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Trade war

Trade war forces multinationals in Asia to hold back on investing

Companies look for alternatives to supply chains that run through China

Container cranes at the port of Singapore. A recent survey reveals that some companies' executives worry about the trade war denting their supply chains, many of which run through China.   © Reuters

SINGAPORE -- The U.S.-China trade war has affected the business strategies of 68% of multinational companies operating in Asia, according to a recent survey.

Despite the gloom, many companies are of the view that the trade war helps make Southeast Asia an attractive alternative to China. Investment in the region remains active, as companies anticipate high economic growth. Facebook is an example. It recently decided to build a 1.4 billion Singapore dollar ($1.02 billion) data center in Singapore.

The survey was conducted by Blackbox Research for the American Chamber of Commerce in Singapore. Of the 179 chamber members that responded to the survey, 63% are based in the United States and over 90% are multinationals operating in Southeast Asia and the Asia-Pacific region.

Of all U.S. companies that participated in the survey, 74% said they were being affected by the trade war, compared to 55% for the other companies. This signals that the additional tariffs on Chinese products introduced by U.S. President Donald Trump to boost the competitiveness of domestic companies may have backfired.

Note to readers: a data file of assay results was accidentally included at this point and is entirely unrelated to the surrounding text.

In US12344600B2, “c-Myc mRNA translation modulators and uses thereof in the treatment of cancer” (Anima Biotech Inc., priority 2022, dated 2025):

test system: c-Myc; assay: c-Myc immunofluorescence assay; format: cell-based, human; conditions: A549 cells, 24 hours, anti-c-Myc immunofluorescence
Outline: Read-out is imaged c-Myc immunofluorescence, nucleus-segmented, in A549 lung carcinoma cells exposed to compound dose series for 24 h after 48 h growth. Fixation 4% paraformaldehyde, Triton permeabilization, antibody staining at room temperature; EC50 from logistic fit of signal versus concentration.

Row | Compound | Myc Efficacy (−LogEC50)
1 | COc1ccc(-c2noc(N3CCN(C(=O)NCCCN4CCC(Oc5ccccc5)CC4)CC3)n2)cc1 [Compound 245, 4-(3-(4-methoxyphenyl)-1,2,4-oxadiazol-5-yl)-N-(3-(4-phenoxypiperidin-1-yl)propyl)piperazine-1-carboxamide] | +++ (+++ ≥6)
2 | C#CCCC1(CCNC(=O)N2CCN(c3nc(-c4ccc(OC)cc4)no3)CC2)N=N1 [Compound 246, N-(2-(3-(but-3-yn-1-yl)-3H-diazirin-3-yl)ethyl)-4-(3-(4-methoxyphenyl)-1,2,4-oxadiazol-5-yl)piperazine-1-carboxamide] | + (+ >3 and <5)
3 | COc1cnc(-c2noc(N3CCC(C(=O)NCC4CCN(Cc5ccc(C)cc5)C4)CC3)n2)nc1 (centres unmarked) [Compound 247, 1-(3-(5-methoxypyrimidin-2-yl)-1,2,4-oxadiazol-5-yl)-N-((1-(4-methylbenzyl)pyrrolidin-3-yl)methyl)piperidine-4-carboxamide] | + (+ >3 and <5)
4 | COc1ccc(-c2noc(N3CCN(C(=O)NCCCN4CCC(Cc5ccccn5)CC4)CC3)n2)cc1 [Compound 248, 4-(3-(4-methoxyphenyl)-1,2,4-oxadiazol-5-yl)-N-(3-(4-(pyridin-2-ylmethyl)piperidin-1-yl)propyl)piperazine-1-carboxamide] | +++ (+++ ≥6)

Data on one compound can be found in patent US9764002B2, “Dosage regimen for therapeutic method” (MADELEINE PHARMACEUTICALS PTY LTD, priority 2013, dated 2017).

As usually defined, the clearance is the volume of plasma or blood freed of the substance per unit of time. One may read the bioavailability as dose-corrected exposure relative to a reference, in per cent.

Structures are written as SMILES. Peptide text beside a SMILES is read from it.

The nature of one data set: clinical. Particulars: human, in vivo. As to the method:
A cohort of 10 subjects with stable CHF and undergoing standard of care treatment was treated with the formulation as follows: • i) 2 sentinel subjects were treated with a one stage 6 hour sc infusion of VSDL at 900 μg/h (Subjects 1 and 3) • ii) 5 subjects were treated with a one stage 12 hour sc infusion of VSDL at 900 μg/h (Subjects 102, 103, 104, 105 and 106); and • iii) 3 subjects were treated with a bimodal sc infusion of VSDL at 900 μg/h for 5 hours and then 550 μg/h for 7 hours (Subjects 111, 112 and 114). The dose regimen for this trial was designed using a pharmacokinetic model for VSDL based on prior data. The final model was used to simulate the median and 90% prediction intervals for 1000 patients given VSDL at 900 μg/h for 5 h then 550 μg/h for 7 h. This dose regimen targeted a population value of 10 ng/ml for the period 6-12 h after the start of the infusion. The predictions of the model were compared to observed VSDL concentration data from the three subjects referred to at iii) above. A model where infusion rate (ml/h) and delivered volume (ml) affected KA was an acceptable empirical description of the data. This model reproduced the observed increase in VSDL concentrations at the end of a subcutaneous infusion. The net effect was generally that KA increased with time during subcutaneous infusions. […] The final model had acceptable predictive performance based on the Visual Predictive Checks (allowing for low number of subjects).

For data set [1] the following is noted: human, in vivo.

Of the companies that said they are reviewing their business strategies, 50% said they are in the process of postponing or canceling investment plans, and nearly 40% of this subset said they have started thinking about sourcing components from outside of China.

Many of the companies have supply chains that go through China.

A lot of multinationals have Asian headquarters in Singapore, and the survey results are believed to closely reflect the fears of multinationals. China and the U.S. have agreed to put off further tariffs for 90 days while they negotiate a deal, but it is not clear that talks can resolve the fundamental differences.

The situation has economists in Singapore concerned. In the latest quarterly survey by the Monetary Authority of Singapore, the city-state's central bank, all 23 economists and analysts who participated said trade protectionism is a downside risk for Singapore's economy. In the previous survey, in September, 89% of the respondents cited trade protectionism as a risk.

Other risks mentioned by the economists in the latest survey, released on Wednesday, include higher interest rates, 41%, and China's slowdown, 41%.

According to the survey, the median forecast for Singapore's gross domestic product growth rate for 2019 was 2.6%, lower than the forecast for 2018, 3.3%.

Nikkei staff writer Kentaro Iwamoto in Singapore contributed to this story.

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